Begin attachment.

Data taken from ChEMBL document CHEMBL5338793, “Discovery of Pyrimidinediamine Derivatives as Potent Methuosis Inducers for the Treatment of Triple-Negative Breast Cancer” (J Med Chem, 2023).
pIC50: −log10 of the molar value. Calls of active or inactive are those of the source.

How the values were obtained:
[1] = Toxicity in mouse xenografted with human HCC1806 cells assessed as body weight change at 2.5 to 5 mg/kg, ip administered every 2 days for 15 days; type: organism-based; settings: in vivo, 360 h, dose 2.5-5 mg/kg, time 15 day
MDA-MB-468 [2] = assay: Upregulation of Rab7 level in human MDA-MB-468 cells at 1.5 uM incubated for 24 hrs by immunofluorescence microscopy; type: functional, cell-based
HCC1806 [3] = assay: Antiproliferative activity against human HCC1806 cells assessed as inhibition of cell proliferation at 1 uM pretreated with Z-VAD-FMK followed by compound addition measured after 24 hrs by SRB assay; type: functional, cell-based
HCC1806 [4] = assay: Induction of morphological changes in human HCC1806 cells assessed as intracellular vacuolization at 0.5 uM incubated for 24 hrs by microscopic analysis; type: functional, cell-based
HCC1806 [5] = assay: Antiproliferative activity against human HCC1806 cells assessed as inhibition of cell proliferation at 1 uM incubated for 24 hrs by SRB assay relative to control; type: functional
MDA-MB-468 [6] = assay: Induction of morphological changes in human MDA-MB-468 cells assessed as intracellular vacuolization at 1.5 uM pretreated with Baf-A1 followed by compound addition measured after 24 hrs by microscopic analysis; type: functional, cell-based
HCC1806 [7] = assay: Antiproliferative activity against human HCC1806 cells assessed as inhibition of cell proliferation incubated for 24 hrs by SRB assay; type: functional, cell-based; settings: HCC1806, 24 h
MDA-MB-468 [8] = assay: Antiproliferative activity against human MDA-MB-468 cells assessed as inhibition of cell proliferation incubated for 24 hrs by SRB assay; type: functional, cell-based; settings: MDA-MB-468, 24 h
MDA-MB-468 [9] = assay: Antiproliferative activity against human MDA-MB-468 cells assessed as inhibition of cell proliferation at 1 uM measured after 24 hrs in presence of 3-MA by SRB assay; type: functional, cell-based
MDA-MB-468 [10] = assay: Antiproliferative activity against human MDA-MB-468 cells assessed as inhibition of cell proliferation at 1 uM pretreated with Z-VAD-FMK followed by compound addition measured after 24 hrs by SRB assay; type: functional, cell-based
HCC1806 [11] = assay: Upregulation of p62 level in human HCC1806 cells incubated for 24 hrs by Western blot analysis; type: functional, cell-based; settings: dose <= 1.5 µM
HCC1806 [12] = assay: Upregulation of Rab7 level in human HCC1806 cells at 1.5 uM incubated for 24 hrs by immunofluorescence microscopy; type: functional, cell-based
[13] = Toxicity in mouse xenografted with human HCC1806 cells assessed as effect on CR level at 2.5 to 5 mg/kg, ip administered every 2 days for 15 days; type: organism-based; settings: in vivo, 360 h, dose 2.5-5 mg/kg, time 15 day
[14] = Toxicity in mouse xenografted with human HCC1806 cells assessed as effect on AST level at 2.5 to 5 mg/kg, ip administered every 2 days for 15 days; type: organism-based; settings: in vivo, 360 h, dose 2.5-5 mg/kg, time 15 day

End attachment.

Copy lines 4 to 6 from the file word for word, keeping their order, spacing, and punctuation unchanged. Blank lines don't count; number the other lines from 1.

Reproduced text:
[1] = Toxicity in mouse xenografted with human HCC1806 cells assessed as body weight change at 2.5 to 5 mg/kg, ip administered every 2 days for 15 days; type: organism-based; settings: in vivo, 360 h, dose 2.5-5 mg/kg, time 15 day
MDA-MB-468 [2] = assay: Upregulation of Rab7 level in human MDA-MB-468 cells at 1.5 uM incubated for 24 hrs by immunofluorescence microscopy; type: functional, cell-based
HCC1806 [3] = assay: Antiproliferative activity against human HCC1806 cells assessed as inhibition of cell proliferation at 1 uM pretreated with Z-VAD-FMK followed by compound addition measured after 24 hrs by SRB assay; type: functional, cell-based